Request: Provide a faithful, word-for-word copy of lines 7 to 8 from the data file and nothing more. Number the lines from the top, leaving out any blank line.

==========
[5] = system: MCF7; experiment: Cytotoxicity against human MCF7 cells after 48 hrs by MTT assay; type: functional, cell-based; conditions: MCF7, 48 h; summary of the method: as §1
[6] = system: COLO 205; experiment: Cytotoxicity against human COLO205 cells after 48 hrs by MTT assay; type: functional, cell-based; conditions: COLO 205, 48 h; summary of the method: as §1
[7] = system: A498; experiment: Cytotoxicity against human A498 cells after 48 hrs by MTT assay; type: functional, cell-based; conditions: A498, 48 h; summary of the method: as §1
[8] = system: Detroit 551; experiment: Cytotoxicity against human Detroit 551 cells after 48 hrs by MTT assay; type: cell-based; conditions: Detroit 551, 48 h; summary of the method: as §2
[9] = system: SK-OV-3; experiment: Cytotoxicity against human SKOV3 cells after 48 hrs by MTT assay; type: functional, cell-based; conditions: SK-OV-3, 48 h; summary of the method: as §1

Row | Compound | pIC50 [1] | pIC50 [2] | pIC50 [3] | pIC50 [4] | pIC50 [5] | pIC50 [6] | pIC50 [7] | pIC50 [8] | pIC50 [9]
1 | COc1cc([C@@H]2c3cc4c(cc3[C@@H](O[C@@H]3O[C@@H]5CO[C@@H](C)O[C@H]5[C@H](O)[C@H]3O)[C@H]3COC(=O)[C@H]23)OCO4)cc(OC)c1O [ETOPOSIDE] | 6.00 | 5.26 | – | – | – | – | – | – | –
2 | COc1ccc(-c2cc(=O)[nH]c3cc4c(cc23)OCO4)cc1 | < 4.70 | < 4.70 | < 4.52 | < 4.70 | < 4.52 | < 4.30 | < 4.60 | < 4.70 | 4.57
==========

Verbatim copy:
1 | COc1cc([C@@H]2c3cc4c(cc3[C@@H](O[C@@H]3O[C@@H]5CO[C@@H](C)O[C@H]5[C@H](O)[C@H]3O)[C@H]3COC(=O)[C@H]23)OCO4)cc(OC)c1O [ETOPOSIDE] | 6.00 | 5.26 | – | – | – | – | – | – | –
2 | COc1ccc(-c2cc(=O)[nH]c3cc4c(cc23)OCO4)cc1 | < 4.70 | < 4.70 | < 4.52 | < 4.70 | < 4.52 | < 4.30 | < 4.60 | < 4.70 | 4.57